Swapping solar for brown coal
Greece, however, lost a historic opportunity to transform the energy sector (and the economy) by making two crucial mistakes.
First, instead of allowing the liberalisation of the market by actually agreeing to phase out lignite and increase the share of renewables in the mix, Greece did the opposite. It opted to engage in a long battle to preserve the ailing industry while putting an abrupt end to solar energy development by blocking new applications.
Talks with the troika ended up with the Greek government agreeing in 2012 to have several PPC units sold to private enterprise. To appease furious unions, it promised to use the money from the sale to fund the long-sought construction of Ptolemaida 5.
This new and supposedly modern generation 660MW unit, costed at €1.4 billion, received construction approval on 1st July. It would create 250 new jobs and save a couple of thousand more, but it is fiercely opposed by WWF Greece as a "dirty giant" that sets Greece's energy policy firmly on the wrong course.
At the same time, more than 45,000 jobs were wiped from the economy due to the collapse of the PV market.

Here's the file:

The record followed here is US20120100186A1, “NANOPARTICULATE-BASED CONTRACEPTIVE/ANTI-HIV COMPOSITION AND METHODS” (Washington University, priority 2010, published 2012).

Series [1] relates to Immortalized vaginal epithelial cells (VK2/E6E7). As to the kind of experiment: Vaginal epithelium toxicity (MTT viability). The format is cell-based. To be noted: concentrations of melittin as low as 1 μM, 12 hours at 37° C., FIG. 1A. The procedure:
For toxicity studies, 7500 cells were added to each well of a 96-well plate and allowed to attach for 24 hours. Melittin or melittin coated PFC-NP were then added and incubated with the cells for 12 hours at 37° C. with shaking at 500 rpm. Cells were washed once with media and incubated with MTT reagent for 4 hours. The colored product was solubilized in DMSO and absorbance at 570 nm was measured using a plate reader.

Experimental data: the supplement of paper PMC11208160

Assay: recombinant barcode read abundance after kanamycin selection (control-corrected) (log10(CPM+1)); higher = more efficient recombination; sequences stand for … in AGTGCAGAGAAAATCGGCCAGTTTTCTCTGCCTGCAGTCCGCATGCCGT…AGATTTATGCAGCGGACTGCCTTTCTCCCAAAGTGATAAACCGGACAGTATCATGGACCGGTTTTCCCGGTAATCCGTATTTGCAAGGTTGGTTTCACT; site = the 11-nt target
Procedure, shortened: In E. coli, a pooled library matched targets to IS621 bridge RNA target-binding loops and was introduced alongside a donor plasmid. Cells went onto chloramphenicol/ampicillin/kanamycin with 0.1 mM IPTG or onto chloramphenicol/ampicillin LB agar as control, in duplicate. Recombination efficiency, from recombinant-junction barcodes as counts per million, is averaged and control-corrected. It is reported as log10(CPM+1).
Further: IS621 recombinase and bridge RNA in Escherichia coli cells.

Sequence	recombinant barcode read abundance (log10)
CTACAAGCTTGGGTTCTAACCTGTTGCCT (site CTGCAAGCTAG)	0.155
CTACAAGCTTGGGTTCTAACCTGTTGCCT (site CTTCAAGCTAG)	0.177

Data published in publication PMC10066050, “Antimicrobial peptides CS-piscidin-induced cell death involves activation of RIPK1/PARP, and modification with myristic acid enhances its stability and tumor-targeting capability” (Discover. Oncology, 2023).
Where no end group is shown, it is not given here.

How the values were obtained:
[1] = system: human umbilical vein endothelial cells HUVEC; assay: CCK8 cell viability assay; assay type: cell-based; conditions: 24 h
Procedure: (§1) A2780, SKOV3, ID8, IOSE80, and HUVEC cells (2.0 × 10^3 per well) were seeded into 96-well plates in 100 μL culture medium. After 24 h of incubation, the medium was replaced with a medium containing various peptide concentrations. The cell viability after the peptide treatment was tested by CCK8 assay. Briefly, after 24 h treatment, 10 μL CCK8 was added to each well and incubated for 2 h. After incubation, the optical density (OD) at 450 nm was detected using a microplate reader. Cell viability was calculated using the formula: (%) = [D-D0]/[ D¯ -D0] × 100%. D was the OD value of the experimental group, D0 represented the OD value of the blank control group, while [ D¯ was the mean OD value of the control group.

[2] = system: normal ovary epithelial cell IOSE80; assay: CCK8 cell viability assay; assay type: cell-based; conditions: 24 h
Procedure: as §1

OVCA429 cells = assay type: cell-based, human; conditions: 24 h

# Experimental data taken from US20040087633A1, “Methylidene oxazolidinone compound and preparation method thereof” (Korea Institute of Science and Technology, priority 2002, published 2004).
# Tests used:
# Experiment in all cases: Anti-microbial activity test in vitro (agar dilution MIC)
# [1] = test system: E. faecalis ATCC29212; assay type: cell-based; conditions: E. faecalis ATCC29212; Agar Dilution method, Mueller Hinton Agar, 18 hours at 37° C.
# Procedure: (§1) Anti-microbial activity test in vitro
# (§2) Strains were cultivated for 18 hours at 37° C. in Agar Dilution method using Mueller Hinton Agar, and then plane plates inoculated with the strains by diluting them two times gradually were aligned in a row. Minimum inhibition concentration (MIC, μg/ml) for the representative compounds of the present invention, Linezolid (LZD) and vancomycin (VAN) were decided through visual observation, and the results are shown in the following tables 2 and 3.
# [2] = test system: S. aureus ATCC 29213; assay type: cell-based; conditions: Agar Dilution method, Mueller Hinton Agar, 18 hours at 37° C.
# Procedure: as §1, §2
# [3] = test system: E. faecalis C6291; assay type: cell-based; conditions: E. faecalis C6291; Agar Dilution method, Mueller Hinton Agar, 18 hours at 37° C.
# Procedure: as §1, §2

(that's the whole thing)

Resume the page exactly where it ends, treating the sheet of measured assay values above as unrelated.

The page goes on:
Second, the government did a U-turn on energy efficiency, abandoning Building the Future - that was never supported with smart and effective financing policies - in favour of a subsidies program based on European structural funds that could hardly retrofit 35,000 homes.
The energy poverty humanitarian crisis
Energy poverty in Greece has since developed into a humanitarian crisis, with an estimated 6 out of 10 households falling below the energy poverty line.
According to official statistics, 3 million people - nearly a quarter of the population - cannot afford proper heating during winter, with many not actually using heating at all. Meanwhile Syriza's energy minister clearly doesn't believe energy efficiency can tackle energy poverty.